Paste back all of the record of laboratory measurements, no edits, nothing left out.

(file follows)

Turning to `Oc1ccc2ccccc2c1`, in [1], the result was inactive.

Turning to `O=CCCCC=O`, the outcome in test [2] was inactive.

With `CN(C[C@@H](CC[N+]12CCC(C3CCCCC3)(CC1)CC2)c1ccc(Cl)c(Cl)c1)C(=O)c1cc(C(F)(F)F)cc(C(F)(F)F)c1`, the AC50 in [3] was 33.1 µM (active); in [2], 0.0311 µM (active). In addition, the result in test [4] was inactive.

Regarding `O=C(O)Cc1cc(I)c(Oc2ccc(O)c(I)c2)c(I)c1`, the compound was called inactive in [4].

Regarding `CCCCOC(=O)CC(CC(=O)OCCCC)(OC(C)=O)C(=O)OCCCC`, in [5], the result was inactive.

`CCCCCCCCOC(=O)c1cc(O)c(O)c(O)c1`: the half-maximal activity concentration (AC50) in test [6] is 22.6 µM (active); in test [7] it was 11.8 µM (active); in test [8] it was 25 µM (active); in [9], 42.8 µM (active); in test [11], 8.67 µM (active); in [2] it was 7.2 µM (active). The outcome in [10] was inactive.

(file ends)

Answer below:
Turning to `Oc1ccc2ccccc2c1`, in [1], the result was inactive.

Turning to `O=CCCCC=O`, the outcome in test [2] was inactive.

With `CN(C[C@@H](CC[N+]12CCC(C3CCCCC3)(CC1)CC2)c1ccc(Cl)c(Cl)c1)C(=O)c1cc(C(F)(F)F)cc(C(F)(F)F)c1`, the AC50 in [3] was 33.1 µM (active); in [2], 0.0311 µM (active). In addition, the result in test [4] was inactive.

Regarding `O=C(O)Cc1cc(I)c(Oc2ccc(O)c(I)c2)c(I)c1`, the compound was called inactive in [4].

Regarding `CCCCOC(=O)CC(CC(=O)OCCCC)(OC(C)=O)C(=O)OCCCC`, in [5], the result was inactive.

`CCCCCCCCOC(=O)c1cc(O)c(O)c(O)c1`: the half-maximal activity concentration (AC50) in test [6] is 22.6 µM (active); in test [7] it was 11.8 µM (active); in test [8] it was 25 µM (active); in [9], 42.8 µM (active); in test [11], 8.67 µM (active); in [2] it was 7.2 µM (active). The outcome in [10] was inactive.